Jenna tries to dismiss it as paranoia, she really does– she’s CIA, she’s known for a long time that work like that can play tricks on you, make you see threats everywhere. But for all the rambling awkwardness in conversation that can make her seem young and silly sometimes, Jenna is levelheaded and good in a crisis, sharp as a tack and difficult to fool. Someone is tailing her, though why she can’t be sure yet– there are any number of people who probably have it in for a member of Five-0, even a new one.
She doesn’t go to Steve first because she doesn’t want to feel like she’s crawling to him for protection; for much the same reason, she doesn’t tell Kono immediately. Kono is a fighter, not an analyst, and Jenna doesn’t think she knows how to be afraid or let someone else protect her. Chin, she had thought, because she’s gotten to know him during long hours combing over evidence at the computer, but Danny gets to her first, takes one look at Jenna and asks, “Okay, what’s going on?” and that’s all it takes to make her spill.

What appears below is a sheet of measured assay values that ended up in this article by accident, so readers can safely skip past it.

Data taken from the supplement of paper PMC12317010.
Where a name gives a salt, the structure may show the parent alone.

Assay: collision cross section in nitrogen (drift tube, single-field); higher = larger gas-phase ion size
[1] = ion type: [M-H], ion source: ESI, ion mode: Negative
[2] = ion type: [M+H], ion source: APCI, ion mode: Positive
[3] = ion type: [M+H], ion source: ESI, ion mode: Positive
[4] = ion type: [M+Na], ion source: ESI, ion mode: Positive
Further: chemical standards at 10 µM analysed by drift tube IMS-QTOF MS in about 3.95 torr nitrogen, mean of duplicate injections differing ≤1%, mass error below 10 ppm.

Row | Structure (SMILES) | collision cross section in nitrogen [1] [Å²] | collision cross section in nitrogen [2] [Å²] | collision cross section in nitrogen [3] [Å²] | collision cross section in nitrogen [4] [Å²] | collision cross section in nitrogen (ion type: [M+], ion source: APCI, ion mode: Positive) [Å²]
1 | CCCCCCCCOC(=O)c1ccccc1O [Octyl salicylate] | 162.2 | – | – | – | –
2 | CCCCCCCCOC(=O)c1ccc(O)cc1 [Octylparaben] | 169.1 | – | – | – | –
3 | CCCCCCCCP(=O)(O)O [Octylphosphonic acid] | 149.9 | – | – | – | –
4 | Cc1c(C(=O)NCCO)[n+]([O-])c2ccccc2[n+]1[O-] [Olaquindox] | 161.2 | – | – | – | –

“Hey, woah,” he murmurs kindly, interrupting her when she starts to babble, “easy, Kaye. You’re Five-0 now, none of us are gonna let anything happen to you, all right?” He squeezes her shoulders in a one-armed hug and she smiles up at him and manages not to let it quaver.
“God, I bet witnesses gush their innermost secrets to you all the time,” she accuses, and Danny grins at her and gets up off her office couch.
“Sometimes,” he says, “but usually Steve would rather dangle them off buildings.”
Steve, in typical Steve fashion, had insisted that the rest of the team serve as Jenna’s protective detail, which would be annoying if it weren’t a relief. She makes a cursory protest that no one really listens to, and Steve informs her, military-stern, that her skills as an analyst are too important to risk. It’s bullshit, they got along fine before she came into the picture, but she appreciates it anyway because she knows it’s his backhanded way of trying to make her feel better. She knows, too, that he’d do the same for any of them, even if she’s the only one he’d dare to handcuff to a car.
Danny takes the first night, because it’s a Friday and he’ll be busy with Grace tomorrow. He drops Steve off at his place first, and Jenna smothers a smile at the way they seem to live in each other’s back pockets and climbs over the console to take the vacated passenger seat. She turns on the radio, flipping through a few stations before settling on one playing the Beatles, and Danny smiles.
“Finally, I get someone in this car with some taste in music.”
“Steve’s is bad?”
“Bad, no, bad taste would imply any taste, okay. He is forbidden from touching the radio, because if I ever have to hear “Sexy Eyes” again in my life I will kill him, I swear to God.”